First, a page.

This article is based on some of the ideas that emerged during the production of a book which takes visualising as its focus. We began to identify problems which helped us to take a structured view. . . .
Can you make sense of the charts and diagrams that are created and used by sports competitors, trainers and statisticians?
This article introduces the idea of generic proof for younger children and illustrates how one example can offer a proof of a general result through unpacking its underlying structure.
In a square in which the houses are evenly spaced, numbers 3 and 10
are opposite each other. What is the smallest and what is the
largest possible number of houses in the square?
A and B are two interlocking cogwheels having p teeth and q teeth respectively. One tooth on B is painted red. Find the values of p and q for which the red tooth on B contacts every gap on the. . . .
Can you find ways of joining cubes together so that 28 faces are
We start with one yellow cube and build around it to make a 3x3x3 cube with red cubes. Then we build around that red cube with blue cubes and so on. How many cubes of each colour have we used?
Blue Flibbins are so jealous of their red partners that they will
not leave them on their own with any other bue Flibbin. What is the
quickest way of getting the five pairs of Flibbins safely to. . . .
An irregular tetrahedron is composed of four different triangles.
Can such a tetrahedron be constructed where the side lengths are 4,
5, 6, 7, 8 and 9 units of length?
Is it possible to rearrange the numbers 1,2......12 around a clock
face in such a way that every two numbers in adjacent positions
differ by any of 3, 4 or 5 hours?
Problem solving is at the heart of the NRICH site. All the problems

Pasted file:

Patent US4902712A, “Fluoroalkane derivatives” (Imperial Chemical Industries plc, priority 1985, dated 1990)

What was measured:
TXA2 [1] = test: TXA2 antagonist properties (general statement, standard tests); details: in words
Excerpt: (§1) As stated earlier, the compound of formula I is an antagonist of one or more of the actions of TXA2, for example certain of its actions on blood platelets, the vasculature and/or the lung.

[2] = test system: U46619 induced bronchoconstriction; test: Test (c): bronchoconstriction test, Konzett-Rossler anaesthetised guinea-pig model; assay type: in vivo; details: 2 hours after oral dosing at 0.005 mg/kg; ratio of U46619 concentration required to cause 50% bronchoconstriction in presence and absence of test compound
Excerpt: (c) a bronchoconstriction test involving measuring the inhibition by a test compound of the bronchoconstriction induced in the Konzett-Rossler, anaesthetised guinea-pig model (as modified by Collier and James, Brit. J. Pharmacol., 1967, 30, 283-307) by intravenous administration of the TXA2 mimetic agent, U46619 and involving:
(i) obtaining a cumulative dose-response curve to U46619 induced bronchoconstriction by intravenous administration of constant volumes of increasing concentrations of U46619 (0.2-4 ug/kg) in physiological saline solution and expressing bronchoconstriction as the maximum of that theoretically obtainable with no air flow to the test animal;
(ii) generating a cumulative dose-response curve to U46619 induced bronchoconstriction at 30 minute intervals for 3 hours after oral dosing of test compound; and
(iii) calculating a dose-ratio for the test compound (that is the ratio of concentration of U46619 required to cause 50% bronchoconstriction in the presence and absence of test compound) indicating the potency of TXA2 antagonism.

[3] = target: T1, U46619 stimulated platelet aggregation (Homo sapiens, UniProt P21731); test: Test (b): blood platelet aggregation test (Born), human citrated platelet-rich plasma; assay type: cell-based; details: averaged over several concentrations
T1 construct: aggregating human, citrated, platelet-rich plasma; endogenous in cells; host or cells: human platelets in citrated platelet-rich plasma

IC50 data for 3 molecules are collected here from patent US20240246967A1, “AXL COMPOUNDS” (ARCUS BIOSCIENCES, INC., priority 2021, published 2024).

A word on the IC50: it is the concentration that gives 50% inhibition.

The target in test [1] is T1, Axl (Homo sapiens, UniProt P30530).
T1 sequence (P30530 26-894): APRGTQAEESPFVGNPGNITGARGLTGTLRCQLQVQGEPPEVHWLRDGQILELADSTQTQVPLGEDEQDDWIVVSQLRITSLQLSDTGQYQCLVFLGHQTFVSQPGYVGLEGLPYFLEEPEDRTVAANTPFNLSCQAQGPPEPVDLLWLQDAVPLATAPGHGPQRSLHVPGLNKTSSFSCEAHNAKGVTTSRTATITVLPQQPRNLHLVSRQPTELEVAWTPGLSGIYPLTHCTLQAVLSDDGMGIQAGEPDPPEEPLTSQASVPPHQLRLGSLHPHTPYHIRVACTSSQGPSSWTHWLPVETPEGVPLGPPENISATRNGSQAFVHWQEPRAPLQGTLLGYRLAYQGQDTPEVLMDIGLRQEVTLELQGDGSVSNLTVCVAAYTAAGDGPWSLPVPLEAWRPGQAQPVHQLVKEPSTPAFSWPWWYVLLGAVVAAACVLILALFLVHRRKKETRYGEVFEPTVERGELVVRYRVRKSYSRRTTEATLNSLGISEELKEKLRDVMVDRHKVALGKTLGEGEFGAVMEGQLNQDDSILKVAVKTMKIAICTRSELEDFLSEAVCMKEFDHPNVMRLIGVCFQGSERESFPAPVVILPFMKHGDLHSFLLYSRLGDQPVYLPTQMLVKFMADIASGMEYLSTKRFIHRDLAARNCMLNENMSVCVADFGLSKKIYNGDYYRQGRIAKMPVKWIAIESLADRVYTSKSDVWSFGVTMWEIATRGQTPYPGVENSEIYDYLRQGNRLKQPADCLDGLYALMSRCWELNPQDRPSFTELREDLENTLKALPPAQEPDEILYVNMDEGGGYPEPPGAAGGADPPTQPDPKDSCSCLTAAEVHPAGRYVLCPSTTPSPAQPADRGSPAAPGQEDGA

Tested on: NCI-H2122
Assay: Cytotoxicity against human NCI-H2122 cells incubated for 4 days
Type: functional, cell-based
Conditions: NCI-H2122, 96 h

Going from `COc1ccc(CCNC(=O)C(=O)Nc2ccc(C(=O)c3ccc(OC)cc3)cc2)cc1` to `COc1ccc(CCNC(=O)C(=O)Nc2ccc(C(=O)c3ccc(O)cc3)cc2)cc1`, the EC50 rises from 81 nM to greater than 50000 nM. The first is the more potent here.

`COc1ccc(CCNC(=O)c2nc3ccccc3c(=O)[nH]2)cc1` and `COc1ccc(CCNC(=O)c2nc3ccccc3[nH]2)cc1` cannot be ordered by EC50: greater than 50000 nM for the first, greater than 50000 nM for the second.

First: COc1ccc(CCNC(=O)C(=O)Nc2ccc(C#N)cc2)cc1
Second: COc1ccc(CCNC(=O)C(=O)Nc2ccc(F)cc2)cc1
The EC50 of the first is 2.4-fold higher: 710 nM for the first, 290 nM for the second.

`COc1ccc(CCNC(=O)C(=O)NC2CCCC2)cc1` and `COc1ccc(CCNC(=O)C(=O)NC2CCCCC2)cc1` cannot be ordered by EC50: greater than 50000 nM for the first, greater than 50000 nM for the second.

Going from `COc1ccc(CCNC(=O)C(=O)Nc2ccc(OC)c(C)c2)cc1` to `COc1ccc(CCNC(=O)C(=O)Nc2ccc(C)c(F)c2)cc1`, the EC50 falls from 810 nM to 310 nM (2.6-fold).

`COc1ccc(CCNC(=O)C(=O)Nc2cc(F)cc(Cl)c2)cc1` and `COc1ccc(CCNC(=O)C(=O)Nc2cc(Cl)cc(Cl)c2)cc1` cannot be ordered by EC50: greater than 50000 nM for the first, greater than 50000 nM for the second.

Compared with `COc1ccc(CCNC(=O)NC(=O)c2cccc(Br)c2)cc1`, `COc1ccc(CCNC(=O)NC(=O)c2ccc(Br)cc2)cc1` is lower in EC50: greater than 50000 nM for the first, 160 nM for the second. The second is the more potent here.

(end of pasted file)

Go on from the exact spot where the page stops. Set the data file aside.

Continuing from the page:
give learners opportunities to learn, develop or use mathematical
concepts and skills. Read here for more information.
Here are some arrangements of circles. How many circles would I need to make the next size up for each? Can you create your own arrangement and investigate the number of circles it needs?
This article for teachers describes how modelling number properties
involving multiplication using an array of objects not only allows
children to represent their thinking with concrete materials,. . . .
Show that among the interior angles of a convex polygon there
cannot be more than three acute angles.
Bilbo goes on an adventure, before arriving back home. Using the
information given about his journey, can you work out where Bilbo
I found these clocks in the Arts Centre at the University of
Warwick intriguing - do they really need four clocks and what times
would be ambiguous with only two or three of them?
Use the interactivity to listen to the bells ringing a pattern. Now
it's your turn! Play one of the bells yourself. How do you know
when it is your turn to ring?
The whole set of tiles is used to make a square. This has a green and blue border. There are no green or blue tiles anywhere in the square except on this border. How many tiles are there in the set?
How many DIFFERENT quadrilaterals can be made by joining the dots
on the 8-point circle?
Can you mark 4 points on a flat surface so that there are only two
different distances between them?
See if you can anticipate successive 'generations' of the two
animals shown here.
Lyndon Baker describes how the Mobius strip and Euler's law can
introduce pupils to the idea of topology.
Can you recreate these designs? What are the basic units? What
movement is required between each unit? Some elegant use of
procedures will help - variables not essential.
In how many ways can you fit two of these yellow triangles